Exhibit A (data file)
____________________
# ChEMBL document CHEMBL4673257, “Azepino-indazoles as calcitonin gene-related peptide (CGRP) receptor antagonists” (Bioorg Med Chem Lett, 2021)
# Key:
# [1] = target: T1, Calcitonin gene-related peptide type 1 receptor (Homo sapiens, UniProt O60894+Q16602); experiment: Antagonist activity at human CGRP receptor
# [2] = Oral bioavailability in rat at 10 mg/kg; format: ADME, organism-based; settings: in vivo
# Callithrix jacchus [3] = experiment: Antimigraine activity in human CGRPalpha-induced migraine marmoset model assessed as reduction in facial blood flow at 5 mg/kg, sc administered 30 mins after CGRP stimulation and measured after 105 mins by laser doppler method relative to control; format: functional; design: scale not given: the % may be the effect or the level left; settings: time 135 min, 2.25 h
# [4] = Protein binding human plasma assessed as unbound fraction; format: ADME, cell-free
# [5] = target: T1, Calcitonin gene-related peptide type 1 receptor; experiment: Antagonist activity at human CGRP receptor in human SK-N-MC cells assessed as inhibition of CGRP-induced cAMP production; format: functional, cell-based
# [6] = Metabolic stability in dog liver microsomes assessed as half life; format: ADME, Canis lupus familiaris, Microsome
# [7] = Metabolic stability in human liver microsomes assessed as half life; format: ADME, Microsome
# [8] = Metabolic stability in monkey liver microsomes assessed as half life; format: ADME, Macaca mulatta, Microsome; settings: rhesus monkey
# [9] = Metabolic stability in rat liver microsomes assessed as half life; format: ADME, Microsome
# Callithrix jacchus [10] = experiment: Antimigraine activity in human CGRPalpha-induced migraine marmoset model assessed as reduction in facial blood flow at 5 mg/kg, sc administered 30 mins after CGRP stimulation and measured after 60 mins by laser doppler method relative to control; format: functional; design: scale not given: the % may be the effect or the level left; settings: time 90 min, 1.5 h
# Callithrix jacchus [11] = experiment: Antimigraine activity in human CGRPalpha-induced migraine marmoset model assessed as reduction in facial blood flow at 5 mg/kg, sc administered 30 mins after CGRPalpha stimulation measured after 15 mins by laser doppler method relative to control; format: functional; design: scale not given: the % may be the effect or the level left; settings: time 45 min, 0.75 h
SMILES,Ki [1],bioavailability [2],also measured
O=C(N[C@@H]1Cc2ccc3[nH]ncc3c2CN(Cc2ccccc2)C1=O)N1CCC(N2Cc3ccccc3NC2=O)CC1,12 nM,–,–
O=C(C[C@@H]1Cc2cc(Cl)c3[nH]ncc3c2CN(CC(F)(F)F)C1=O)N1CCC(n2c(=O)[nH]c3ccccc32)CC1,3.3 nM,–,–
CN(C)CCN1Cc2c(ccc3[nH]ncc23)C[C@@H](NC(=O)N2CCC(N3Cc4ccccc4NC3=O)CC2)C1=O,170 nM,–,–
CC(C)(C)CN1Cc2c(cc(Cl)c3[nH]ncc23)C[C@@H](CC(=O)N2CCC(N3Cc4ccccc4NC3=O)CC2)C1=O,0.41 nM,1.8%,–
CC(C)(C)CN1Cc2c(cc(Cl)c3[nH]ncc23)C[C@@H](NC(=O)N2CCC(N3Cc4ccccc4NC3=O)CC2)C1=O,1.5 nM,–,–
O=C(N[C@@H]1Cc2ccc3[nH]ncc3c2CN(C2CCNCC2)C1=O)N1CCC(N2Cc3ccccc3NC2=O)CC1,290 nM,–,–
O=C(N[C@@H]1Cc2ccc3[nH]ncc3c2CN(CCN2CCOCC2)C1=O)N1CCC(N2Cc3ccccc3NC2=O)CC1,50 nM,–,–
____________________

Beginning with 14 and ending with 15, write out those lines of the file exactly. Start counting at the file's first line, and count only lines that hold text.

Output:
SMILES,Ki [1],bioavailability [2],also measured
O=C(N[C@@H]1Cc2ccc3[nH]ncc3c2CN(Cc2ccccc2)C1=O)N1CCC(N2Cc3ccccc3NC2=O)CC1,12 nM,–,–